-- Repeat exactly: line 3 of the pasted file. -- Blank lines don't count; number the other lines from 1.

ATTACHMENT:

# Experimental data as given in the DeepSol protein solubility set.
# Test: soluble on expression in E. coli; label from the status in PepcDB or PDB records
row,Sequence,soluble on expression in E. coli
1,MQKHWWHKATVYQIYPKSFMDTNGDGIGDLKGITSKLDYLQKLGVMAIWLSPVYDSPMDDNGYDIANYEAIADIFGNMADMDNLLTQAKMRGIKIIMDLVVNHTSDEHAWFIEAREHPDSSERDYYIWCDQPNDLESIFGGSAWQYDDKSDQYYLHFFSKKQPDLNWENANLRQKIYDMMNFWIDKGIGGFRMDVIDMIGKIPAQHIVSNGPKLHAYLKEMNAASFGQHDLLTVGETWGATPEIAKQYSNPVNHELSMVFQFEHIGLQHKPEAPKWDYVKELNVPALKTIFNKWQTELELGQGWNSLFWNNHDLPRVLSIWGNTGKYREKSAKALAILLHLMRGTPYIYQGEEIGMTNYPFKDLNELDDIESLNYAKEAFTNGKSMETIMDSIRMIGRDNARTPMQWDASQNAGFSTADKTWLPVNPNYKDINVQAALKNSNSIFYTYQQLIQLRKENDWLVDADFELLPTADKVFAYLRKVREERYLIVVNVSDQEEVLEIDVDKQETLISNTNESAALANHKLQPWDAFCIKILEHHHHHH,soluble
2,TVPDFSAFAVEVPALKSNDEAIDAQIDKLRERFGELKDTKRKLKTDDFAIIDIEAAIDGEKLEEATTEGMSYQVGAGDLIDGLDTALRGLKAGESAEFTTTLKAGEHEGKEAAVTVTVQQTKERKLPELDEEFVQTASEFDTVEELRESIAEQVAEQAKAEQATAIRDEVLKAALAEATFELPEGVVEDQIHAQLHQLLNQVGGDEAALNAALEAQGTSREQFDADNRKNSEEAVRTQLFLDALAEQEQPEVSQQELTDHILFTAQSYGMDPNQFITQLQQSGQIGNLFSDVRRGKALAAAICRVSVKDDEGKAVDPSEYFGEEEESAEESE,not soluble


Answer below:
row,Sequence,soluble on expression in E. coli